Review: Not One Less (1999)

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Cast: , , , , ,

Not available in Australia on DVD (to our knowledge)

Not One Less caused controversy when it was demoted from official competition at Cannes, apparently for containing elements of propaganda. Zhang Yimou was unhappy with this suggestion and had the film withdrawn entirely, stating that the West (or at least the West as represented by the Cannes purveyors of ‘quality’ cinema) had an undesirable tendency to treat all Chinese films as statements either for or against the Chinese government. Every now and then it is surely constructive for someone to bring the Cannes selection process into the spotlight, if only to make apparent a post-1968 syndrome still affecting the moral judgements of some festival programmers.

The claim for Not One Less as pro-Establishment allegory is probably interpreted in things like Wei’s desire to ‘account for the collective’ and the resemblance of the story to real incidents during The Cultural Revolution (where students became teachers in order to unsettle the power structure favouring intellectuals and educators). Zhang’s point-of-view is that potential metaphors like these are better regarded as narrative devices in the service of a different kind of story.

Women determined to act in individualist ways within male-dominated social structures have always played prominent roles in Zhang’s films. Wei is depicted as a free thinking and tenacious person and in this respect we might want to consider her involved in a coming-of-age film about overcoming the burden of responsibility.

Just as the progression of Wei’s behaviour is motivated and reinforced by monetary gain, her journey from the village to the city accommodates themes relating to the unevenly distributed effects of China’s commercial modernisation. Wei’s ability to understand the function of television as a means for widespread dissemination of information displays her understanding of the medium as a powerful social mechanism. The little taste of subversion here is that Wei has no interest in the entertainment function of television, rather she treats it as a way of attending to her personal objective. Unaffected by modernity, she hasn’t yet lost sight of her goals.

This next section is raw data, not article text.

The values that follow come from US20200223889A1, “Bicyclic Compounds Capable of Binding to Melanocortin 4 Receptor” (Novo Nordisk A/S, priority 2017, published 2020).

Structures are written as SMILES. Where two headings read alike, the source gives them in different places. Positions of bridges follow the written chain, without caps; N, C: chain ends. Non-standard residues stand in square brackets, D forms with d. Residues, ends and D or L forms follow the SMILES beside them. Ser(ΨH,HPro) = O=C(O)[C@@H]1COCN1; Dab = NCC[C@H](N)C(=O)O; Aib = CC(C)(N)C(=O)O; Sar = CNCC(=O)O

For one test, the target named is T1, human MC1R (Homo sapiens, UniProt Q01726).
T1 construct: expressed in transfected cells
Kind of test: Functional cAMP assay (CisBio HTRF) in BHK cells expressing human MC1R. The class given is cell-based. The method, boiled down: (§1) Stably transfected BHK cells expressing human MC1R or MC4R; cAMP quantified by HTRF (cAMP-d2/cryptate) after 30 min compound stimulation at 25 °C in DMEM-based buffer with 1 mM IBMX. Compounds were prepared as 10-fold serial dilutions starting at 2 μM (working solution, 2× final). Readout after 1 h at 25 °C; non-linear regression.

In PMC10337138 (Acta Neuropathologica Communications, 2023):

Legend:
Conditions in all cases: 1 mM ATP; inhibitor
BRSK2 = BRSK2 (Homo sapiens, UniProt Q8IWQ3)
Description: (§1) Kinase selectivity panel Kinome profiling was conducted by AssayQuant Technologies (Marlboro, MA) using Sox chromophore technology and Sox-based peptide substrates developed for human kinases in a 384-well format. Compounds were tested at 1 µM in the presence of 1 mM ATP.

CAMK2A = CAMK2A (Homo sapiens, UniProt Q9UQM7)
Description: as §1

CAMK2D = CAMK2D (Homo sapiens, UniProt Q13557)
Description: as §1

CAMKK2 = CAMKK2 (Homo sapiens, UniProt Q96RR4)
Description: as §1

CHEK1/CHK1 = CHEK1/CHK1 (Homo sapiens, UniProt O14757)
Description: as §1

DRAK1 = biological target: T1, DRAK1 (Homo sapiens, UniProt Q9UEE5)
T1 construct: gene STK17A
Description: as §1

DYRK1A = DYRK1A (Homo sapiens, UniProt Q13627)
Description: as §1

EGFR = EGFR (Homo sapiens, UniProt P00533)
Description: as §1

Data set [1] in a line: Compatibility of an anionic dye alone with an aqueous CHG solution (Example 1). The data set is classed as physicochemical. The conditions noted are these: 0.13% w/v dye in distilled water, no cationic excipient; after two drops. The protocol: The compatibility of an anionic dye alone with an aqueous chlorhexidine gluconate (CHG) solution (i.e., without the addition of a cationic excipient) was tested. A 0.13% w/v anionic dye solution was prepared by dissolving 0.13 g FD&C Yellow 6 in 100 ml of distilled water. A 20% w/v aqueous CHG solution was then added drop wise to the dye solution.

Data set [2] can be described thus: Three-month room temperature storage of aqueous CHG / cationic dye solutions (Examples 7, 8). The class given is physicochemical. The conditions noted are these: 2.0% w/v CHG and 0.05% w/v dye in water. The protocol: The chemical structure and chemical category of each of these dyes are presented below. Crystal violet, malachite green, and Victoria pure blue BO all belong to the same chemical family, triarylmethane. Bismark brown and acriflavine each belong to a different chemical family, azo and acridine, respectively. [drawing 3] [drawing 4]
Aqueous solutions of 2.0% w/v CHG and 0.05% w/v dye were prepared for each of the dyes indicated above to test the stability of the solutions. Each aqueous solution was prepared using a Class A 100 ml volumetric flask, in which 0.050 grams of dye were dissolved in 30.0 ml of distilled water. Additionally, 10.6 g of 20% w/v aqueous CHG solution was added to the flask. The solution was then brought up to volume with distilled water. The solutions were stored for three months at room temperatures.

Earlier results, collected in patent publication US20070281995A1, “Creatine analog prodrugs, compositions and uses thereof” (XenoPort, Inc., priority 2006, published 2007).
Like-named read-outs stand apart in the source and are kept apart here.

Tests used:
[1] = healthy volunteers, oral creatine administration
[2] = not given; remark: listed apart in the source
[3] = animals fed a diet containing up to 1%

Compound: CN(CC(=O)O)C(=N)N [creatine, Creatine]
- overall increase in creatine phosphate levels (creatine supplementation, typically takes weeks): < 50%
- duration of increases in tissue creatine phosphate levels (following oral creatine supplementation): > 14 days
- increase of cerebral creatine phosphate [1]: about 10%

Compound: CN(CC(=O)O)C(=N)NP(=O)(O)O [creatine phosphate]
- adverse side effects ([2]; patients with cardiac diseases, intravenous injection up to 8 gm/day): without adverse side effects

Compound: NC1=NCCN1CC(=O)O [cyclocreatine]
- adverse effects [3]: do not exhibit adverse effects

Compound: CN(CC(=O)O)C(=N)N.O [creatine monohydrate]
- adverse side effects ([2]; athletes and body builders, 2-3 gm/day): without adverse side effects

Cannes seems to have misunderstood the contradictions that I think are quite apparent within Not One Less. To begin unearthing these it might be worth examining how the collective of students is conceived not simply as a mass group but also as a group containing individuals. It only takes one absentee to disturb the ruling system of organisation and his or her loss can have a startling influence on someone else.

Not One Less was filmed with inexperienced actors in a neorealist fashion and contains few of the visual flourishes associated with some of Zhang’s earlier films (no extreme low and wide angle shots of vivid silk drapes drying in the sun here). I’m not sure that Zhang really settled into a stylistic approach with this film. Quite often continuity cutting, for instance, is a little intrusive, making one feel that numerous takes were required for some scenes. Also, the lively narrative resolution seemed indifferent to the languid pacing throughout the rest of the story.

Much as I might admire some of the underlying themes that may exist within Not One Less, it didn’t provide me with any new remarkable impressions of China, Zhang as a supposed auteur nor of neorealist techniques in the service of authenticity.

5 is better than 1 out of 10.
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